1984 — Akron men's basketball gave perks and was still bad
Bob Rupert led the Zips to a 37-71 record in the Ohio Valley Conference and never a winning record. And yet his assistants gave his players extra benefits, including access to cars and parking passes, having parking tickets dismissed, spending money, and even college credit for work they didn't do. Rupert retired the year they were given a one-year postseason ban and two years probation. They also cut a few scholarships.
After that, a young man named Bob Huggins pulled the program out of a tailspin, which went from out of the OVC to an independent, the Mid-Continental Conference, and finally the MAC in 1992 — but by then he was long gone to Cincinnati.
1991 — Miami men's basketball legend cooks the gradebook
Jerry Peirson was an excellent player in the 1960s for the Miami then-Redskins. He was even elected to the MU Athletics Hall of Fame. He became a longtime assistant and coach for them, recruiting guys like Ron Harper and then leading MU to a 1986 MAC Championship. He also gave player Karlton Clayborne an "A" in a basketball theory class in 1988 that he taught (the same one that Charlie Coles famously kept teaching until his retirement). The problem was, Clayborne was never enrolled in the class and never did any work for it. This was done to keep him academically eligible. A former player of Peirson's tipped off the NCAA, and one investigation later they ruled that Clayborne's stats and eight wins (all in the spring semester) were vacated in 1989, dropping their record from 13-15 to 5-23. (He is still listed as second team All-MAC for that season, however.) Miami was also placed on two years probation and Peirson was hit with a three-year show-cause. And, yes, Miami fired Peirson.
Postscripts: Peirson then spent 11 years in sales with Jostens before taking a job with Ball State in 2001 as director of athletics development: he also did radio analyst work for BSU basketball. He retired in 2010. Clayborne is now the head men's basketball coach for Clark State Community College in Springfield, Ohio.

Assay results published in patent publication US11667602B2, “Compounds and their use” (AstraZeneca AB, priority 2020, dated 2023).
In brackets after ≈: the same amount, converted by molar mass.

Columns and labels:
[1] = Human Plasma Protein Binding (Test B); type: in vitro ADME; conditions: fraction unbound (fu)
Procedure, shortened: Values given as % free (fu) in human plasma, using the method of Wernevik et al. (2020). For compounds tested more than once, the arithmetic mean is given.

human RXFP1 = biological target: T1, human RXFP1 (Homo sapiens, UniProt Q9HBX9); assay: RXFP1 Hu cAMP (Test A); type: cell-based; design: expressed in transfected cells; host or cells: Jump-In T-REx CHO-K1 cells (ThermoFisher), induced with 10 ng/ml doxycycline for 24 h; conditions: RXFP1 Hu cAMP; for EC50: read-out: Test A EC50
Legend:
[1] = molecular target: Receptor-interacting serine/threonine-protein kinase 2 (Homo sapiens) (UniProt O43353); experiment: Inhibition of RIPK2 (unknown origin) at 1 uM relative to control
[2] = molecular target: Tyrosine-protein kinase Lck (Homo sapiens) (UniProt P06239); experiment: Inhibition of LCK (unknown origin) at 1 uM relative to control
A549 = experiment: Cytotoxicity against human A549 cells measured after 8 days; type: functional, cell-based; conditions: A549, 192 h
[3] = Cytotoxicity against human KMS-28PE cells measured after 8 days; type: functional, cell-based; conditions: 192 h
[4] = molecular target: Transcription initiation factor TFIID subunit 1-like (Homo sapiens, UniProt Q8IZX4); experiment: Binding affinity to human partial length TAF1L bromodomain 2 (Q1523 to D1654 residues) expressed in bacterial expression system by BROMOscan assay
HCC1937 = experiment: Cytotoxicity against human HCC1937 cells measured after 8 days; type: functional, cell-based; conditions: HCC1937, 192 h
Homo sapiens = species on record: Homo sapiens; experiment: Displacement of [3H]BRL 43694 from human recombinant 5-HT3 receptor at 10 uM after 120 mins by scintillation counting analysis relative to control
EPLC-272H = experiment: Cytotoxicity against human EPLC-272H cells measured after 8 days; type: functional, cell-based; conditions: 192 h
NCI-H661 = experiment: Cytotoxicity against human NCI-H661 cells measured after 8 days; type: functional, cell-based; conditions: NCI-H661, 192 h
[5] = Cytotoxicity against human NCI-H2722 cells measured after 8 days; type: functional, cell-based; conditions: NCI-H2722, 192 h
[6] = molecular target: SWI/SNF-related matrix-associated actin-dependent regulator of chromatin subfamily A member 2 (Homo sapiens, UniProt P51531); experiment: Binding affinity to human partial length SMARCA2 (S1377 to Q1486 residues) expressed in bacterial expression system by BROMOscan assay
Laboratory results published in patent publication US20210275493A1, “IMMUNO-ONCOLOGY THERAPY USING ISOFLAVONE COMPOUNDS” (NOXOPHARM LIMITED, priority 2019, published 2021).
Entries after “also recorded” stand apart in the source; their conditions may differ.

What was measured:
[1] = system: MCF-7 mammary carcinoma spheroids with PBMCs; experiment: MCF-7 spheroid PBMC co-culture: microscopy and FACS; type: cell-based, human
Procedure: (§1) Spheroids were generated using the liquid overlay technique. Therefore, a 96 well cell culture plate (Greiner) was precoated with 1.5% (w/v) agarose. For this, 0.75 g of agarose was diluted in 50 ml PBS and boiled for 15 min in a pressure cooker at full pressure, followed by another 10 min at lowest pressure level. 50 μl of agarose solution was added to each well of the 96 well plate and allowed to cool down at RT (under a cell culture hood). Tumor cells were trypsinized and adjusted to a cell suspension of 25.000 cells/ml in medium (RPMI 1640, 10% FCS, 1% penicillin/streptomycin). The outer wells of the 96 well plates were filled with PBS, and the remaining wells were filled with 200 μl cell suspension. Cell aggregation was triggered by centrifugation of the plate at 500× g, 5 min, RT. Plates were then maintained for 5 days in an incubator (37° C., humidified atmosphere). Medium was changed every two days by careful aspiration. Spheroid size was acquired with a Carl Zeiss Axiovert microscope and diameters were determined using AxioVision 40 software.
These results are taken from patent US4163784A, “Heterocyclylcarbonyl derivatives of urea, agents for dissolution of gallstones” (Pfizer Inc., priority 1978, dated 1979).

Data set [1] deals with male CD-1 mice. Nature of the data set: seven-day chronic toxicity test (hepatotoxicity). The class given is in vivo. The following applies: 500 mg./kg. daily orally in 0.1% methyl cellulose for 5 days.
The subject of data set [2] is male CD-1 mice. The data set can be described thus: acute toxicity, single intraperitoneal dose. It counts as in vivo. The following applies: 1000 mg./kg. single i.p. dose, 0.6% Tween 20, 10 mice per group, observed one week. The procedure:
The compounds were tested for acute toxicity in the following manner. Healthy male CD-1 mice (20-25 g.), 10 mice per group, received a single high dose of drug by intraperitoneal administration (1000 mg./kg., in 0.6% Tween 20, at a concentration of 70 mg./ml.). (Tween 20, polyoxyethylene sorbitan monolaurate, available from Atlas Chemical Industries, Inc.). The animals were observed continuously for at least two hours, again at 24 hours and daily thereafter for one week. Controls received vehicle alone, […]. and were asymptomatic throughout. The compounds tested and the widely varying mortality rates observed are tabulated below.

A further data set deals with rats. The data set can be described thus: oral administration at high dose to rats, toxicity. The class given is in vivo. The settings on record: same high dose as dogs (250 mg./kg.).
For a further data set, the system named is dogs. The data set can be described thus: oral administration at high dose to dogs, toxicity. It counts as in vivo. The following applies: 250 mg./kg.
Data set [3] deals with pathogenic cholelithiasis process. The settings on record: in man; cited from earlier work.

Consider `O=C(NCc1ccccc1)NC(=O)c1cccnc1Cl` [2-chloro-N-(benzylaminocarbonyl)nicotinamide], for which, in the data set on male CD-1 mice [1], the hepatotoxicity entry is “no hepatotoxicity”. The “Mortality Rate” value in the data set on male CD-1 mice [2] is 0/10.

1993 — Buffalo men's basketball players ride for free
In August of 1989, when they were still in Division II, UB assistant coach Nick Moore gave player Fred Leggin an airline ticket so he could fly home to Chicago for Christmas, then back to Boston so he could meet up with his team. Another student also received free airline transportation to Buffalo from the assistant coach so he could enroll at the school in the fall. Moore also gave two players some free NBA tickets. Nothing huge, but the school got a year of probation and Moore was hit with a three-year show-cause penalty.
1994 — Ball State men's basketball is extra-boostered
Dick Hunsaker, who engineered the 1990 Ball State team to the Sweet 16 and a near-upset of Jerry Tarkanian's eventual-champion UNLV team, saw his team guilty of a "lack of institutional control" situation. A few things were going on here. Ball State boosters gave money and gifts to players over the course of five years. One of the players was 1993 MAC Basketball Tournament MVP Steve Payne. Some also helped pay for summer school, which was a recruiting violation. Hunsaker also arranged employment for ineligible players to boosters, gave sports apparel to players, and a few other little things. But the big picture was: stuff was happening, man.
Hunsaker resigned because of all this — while maintaining innocence — and Payne was suspended for three weeks and did graduate. BSU suggested many penalties, including a postseason ban, but the NCAA did not accept it, instead imposing a reduction on financial aid, cutting one scholarship, limiting the number of official visits and coaches who can recruit off-campus, and two years probation. Hunsaker was given a show-cause penalty for two years.